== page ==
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Abstract

Untargeted metabolomics analysis was applied to evaluate the phenolic profile of whole wheat bread with yerba mate (YM) during the bread-making process (flour, dough and bread). The free, bound and total phenolic contents of the samples evaluated by the Folin-Ciocalteu method showed the highest values for the flour, dough and bread samples prepared with 4.5% YM in fine and medium particle sizes (flour 181.48 – 175.26 mg GAE/g; dough 149.62 – 141.40 mg GAE/g; and bread 148.32 – 147.00 mg GAE/g). Globally, 104 phenolic compounds were tentatively identified, belonging to the five subclasses: flavonoids (35), phenolic acids (32), other polyphenols (10), stilbenes (2) and lignan (1). Of these compounds, 24 had the same m/z but showed different fragmentation profiles. A higher number of polyphenols was identified in the bound extracts (77%) than in the free extracts (59%). The addition of 4.5% of YM promoted an improved and more abundant profile of phenolic compounds in the dough and bread. The major compounds found in the samples containing YM were 5-caffeoylquinic acid and caffeic acid. The baking process did not adversely affect the abundance of phenolic compounds. The bread-making process positively affected the phenolic profile due to the release of bound phenolic compounds. At the same time, the addition of YM as a natural ingredient promoted an increase in the polyphenols in the bread.
Food Research International 159 (2022) 111635
Available online 8 July 2022
0963-9969/© 2022 Elsevier Ltd. All rights reserved.
Untargeted metabolomics analysis reveals improved phenolic prole in
whole wheat bread with yerba mate and the effects of the
bread-making process
Gabriela Soster Santetti
a
, Luciana Ribeiro da Silva Lima
b
, Barbara Biduski
c
, Millena Cristina
Barros Santos
b
,
d
, Carolina Thomaz dos Santos DAlmeida
b
, Luiz Claudio Cameron
d
,
Luiz Carlos Gutkoski
b
, Mariana Sim˜
oes Larraz Ferreira
b
,
d
, Renata Dias de Mello Castanho
Amboni
a
,
*
a
Department of Food Science and Technology, Federal University of Santa Catarina, Rodovia Admar Gonzaga 1346, 88034-000, Florian´
opolis, SC, Brazil
b
Laboratory of Bioactives, Food and Nutrition Graduate Program (PPGAN), Federal University of State of Rio de Janeiro, UNIRIO, Av. Pasteur, 296, Urca, 22290-240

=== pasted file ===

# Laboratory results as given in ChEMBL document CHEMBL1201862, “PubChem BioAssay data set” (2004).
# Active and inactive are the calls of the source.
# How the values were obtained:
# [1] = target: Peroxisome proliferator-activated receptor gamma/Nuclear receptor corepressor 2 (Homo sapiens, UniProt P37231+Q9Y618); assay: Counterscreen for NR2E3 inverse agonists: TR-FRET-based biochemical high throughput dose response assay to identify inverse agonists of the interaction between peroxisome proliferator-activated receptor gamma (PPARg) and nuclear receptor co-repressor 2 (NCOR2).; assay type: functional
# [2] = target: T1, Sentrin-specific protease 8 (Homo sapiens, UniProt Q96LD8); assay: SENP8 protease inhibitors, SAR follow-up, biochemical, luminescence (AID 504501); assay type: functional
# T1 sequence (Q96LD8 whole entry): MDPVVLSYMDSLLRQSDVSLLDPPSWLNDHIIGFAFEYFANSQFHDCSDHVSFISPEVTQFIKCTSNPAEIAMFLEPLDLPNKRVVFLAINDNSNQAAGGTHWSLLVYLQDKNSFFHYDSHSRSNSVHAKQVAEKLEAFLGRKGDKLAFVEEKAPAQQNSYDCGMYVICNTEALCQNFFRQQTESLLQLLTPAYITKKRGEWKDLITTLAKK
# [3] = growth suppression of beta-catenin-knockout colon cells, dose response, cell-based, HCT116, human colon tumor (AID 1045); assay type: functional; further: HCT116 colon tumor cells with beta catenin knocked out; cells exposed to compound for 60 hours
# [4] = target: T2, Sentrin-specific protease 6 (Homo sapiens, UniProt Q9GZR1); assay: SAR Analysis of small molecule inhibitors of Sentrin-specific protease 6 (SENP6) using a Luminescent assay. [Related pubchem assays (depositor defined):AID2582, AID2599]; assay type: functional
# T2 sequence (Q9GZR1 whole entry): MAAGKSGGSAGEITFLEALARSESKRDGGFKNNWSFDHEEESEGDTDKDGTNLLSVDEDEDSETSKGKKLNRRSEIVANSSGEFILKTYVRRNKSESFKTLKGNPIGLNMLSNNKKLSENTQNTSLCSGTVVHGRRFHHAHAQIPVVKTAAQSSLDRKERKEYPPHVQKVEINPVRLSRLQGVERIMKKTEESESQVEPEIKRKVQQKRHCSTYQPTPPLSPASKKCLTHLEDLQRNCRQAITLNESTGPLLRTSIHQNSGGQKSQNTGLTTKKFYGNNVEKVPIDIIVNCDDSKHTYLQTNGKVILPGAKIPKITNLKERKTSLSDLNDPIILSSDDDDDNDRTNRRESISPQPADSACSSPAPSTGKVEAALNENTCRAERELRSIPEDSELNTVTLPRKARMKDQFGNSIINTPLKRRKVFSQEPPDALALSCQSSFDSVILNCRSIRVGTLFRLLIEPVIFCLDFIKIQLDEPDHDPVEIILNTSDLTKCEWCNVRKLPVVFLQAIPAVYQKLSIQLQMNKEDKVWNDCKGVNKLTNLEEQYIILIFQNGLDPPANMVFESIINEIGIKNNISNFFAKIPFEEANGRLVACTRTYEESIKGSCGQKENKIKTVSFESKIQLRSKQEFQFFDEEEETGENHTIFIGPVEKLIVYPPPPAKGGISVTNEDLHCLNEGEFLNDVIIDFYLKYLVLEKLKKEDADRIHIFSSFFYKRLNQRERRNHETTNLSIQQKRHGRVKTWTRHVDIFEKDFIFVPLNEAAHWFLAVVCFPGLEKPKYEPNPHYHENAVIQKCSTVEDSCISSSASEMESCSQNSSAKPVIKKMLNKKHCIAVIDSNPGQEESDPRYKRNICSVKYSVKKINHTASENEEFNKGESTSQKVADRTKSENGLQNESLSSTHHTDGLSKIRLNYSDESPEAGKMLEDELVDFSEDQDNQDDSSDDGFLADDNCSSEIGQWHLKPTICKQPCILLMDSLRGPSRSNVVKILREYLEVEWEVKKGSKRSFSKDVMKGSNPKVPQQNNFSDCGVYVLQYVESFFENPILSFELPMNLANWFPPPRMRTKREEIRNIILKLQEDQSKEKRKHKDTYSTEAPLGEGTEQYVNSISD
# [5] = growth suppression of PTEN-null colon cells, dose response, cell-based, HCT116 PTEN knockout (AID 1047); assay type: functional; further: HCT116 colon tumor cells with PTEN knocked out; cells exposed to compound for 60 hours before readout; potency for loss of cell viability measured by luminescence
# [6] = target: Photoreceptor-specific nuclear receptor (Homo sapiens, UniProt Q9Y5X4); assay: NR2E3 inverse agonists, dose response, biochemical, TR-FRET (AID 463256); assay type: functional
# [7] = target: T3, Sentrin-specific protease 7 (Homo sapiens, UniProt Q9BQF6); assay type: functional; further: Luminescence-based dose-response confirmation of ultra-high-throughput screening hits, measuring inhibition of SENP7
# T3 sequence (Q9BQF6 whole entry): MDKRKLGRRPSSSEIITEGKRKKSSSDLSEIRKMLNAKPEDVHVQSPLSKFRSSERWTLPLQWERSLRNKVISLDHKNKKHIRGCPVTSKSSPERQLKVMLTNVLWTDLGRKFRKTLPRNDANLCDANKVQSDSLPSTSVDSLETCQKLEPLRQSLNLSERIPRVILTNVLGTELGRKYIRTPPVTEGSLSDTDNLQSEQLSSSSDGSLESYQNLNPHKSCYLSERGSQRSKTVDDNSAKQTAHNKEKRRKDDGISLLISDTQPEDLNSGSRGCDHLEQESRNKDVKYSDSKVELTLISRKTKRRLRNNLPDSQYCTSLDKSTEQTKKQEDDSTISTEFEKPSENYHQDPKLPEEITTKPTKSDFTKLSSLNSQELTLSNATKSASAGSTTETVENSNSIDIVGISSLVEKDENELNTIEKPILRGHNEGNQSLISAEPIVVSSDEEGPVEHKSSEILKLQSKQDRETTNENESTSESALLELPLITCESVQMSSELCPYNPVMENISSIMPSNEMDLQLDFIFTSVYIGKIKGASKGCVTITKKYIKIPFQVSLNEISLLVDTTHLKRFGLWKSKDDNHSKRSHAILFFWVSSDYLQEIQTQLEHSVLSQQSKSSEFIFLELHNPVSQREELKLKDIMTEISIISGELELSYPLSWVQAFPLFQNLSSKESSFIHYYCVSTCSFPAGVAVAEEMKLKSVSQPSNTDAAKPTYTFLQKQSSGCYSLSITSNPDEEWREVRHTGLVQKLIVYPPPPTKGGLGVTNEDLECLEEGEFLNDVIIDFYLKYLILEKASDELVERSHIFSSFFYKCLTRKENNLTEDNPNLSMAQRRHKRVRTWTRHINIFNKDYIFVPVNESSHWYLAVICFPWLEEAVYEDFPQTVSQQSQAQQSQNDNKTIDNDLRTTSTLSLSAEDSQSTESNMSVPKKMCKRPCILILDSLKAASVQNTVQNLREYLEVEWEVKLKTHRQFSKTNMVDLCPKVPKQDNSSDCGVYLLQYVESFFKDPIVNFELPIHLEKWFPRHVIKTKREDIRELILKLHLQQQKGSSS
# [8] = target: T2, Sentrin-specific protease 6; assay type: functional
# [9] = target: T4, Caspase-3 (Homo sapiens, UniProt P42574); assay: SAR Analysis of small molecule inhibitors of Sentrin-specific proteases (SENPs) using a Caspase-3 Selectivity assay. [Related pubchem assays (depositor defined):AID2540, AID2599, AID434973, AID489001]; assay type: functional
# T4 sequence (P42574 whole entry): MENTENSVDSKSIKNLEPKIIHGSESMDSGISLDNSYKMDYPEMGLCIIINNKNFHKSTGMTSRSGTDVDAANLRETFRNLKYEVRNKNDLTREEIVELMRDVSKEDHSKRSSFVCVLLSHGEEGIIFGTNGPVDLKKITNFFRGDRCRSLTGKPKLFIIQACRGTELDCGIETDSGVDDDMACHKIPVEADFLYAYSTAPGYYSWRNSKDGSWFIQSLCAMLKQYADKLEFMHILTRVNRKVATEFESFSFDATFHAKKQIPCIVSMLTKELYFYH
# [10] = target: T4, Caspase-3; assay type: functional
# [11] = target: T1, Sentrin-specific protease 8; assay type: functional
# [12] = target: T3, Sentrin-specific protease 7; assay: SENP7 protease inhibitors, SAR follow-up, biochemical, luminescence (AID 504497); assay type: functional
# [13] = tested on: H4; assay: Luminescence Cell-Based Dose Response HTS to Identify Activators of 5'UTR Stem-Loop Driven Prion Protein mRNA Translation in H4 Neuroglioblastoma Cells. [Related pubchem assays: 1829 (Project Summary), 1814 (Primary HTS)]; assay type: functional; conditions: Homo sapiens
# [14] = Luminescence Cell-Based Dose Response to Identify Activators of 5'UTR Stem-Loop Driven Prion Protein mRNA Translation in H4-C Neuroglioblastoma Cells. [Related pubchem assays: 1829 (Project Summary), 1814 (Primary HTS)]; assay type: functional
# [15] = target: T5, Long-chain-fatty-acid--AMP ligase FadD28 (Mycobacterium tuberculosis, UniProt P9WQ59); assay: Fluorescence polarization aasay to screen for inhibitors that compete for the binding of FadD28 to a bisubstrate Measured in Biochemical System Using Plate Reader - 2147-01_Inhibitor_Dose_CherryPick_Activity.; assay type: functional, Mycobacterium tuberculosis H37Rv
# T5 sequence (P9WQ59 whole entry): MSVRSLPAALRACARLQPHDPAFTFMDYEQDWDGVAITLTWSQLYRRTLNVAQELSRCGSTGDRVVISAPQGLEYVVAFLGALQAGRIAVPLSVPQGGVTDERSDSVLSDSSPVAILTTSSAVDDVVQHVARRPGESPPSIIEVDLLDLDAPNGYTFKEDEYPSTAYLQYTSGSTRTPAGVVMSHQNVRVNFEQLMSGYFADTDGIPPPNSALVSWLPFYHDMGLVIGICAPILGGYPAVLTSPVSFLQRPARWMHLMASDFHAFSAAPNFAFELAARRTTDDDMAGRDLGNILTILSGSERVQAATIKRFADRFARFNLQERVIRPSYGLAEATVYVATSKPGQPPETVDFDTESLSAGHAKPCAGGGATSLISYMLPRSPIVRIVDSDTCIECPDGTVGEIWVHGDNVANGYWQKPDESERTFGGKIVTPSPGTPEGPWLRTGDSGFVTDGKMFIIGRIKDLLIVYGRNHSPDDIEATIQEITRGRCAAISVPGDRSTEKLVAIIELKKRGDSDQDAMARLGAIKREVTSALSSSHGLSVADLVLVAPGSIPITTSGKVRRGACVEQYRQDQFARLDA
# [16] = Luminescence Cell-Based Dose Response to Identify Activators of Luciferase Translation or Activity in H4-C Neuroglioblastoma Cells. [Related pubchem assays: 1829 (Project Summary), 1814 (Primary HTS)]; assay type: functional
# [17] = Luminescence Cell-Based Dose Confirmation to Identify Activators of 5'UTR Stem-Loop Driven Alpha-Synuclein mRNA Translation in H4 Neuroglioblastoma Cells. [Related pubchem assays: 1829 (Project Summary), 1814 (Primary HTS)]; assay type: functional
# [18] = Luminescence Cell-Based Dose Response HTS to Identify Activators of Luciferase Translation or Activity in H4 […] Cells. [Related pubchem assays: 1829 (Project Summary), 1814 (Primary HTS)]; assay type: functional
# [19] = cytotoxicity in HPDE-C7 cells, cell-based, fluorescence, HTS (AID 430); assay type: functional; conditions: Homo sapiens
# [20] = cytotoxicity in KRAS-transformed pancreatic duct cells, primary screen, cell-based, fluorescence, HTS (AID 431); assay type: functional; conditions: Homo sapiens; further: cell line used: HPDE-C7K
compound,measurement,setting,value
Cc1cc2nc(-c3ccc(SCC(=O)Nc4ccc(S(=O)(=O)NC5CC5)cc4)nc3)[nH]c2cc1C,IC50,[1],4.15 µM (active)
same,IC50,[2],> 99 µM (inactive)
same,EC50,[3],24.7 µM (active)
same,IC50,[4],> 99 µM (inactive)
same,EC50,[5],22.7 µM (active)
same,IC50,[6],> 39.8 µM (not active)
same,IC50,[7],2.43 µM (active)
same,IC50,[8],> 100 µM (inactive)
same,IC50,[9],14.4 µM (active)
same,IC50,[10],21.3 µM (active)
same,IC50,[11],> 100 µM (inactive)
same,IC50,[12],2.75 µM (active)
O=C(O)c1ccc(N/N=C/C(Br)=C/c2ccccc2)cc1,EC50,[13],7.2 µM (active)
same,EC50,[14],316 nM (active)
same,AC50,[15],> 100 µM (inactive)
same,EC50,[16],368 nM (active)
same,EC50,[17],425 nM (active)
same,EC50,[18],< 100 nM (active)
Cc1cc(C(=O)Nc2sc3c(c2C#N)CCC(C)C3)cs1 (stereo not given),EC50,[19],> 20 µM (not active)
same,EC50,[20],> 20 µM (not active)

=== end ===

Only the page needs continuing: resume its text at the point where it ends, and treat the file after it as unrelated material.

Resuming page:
Rio de Janeiro, Brazil
c
Food Science and Technology Graduate Program, University of Passo Fundo, Rio Grande do Sul, Passo Fundo, RS 99052-900, Brazil
d
Laboratory of Protein Biochemistry, Center for Innovation in Mass Spectrometry, UNIRIO, Av. Pasteur, 296, Urca, 22290-240 Rio de Janeiro, Brazil
ARTICLE INFO
Keywords:
Mass spectrometry
Bioactive compounds
Polyphenols
Bakery products
Bread-making process
Multivariate analysis
ABSTRACT
Untargeted metabolomics analysis was applied to evaluate the phenolic prole of whole wheat bread with yerba
mate (YM) during the bread-making process (our, dough and bread). The free, bound and total phenolic
contents of the samples evaluated by the Folin-Ciocalteu method showed the highest values for the our, dough
and bread samples prepared with 4.5% YM in ne and medium particle sizes (our 181.48 175.26 mg GAE/g;
dough 149.62 141.40 mg GAE/g; and bread 148.32 147.00 mg GAE/g). Globally, 104 phenolic compounds
were tentatively identied, belonging to the ve subclasses: avonoids (35), phenolic acids (32), other poly-
phenols (10), stilbenes (2) and lignan (1). Of these compounds, 24 had the same m/z but showed different
fragmentation proles. A higher number of polyphenols was identied in the bound extracts (77%) than in the
free extracts (59%). The addition of 4.5% of YM promoted an improved and more abundant prole of phenolic
compounds in the dough and bread. The major compounds found in the samples containing YM were 5-caffeoyl-
quinic acid and caffeic acid. The baking process did not adversely affect the abundance of phenolic compounds.
The bread-making process positively affected the phenolic prole due to the release of bound phenolic com-
pounds. At the same time, the addition of YM as a natural ingredient promoted an increase in the polyphenols in
the bread.
1. Introduction